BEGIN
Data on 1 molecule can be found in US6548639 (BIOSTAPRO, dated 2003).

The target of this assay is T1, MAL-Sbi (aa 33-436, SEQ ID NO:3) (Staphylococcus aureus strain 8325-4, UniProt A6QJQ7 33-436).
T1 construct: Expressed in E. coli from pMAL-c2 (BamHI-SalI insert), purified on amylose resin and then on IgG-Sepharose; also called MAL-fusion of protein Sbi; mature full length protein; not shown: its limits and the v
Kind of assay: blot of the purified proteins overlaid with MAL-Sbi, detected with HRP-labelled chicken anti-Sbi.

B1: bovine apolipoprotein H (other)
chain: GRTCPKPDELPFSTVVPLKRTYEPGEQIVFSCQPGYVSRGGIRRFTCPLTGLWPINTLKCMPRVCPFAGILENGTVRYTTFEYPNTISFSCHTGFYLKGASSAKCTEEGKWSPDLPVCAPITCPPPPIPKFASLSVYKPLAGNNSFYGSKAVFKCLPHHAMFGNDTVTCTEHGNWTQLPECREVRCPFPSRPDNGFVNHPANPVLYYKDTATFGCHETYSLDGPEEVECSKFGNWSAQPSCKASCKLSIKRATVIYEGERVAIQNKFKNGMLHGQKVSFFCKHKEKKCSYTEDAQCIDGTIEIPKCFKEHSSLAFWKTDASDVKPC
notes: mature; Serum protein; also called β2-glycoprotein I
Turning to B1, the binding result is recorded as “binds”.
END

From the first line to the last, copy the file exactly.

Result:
Data on 1 molecule can be found in US6548639 (BIOSTAPRO, dated 2003).

The target of this assay is T1, MAL-Sbi (aa 33-436, SEQ ID NO:3) (Staphylococcus aureus strain 8325-4, UniProt A6QJQ7 33-436).
T1 construct: Expressed in E. coli from pMAL-c2 (BamHI-SalI insert), purified on amylose resin and then on IgG-Sepharose; also called MAL-fusion of protein Sbi; mature full length protein; not shown: its limits and the v
Kind of assay: blot of the purified proteins overlaid with MAL-Sbi, detected with HRP-labelled chicken anti-Sbi.

B1: bovine apolipoprotein H (other)
chain: GRTCPKPDELPFSTVVPLKRTYEPGEQIVFSCQPGYVSRGGIRRFTCPLTGLWPINTLKCMPRVCPFAGILENGTVRYTTFEYPNTISFSCHTGFYLKGASSAKCTEEGKWSPDLPVCAPITCPPPPIPKFASLSVYKPLAGNNSFYGSKAVFKCLPHHAMFGNDTVTCTEHGNWTQLPECREVRCPFPSRPDNGFVNHPANPVLYYKDTATFGCHETYSLDGPEEVECSKFGNWSAQPSCKASCKLSIKRATVIYEGERVAIQNKFKNGMLHGQKVSFFCKHKEKKCSYTEDAQCIDGTIEIPKCFKEHSSLAFWKTDASDVKPC
notes: mature; Serum protein; also called β2-glycoprotein I
Turning to B1, the binding result is recorded as “binds”.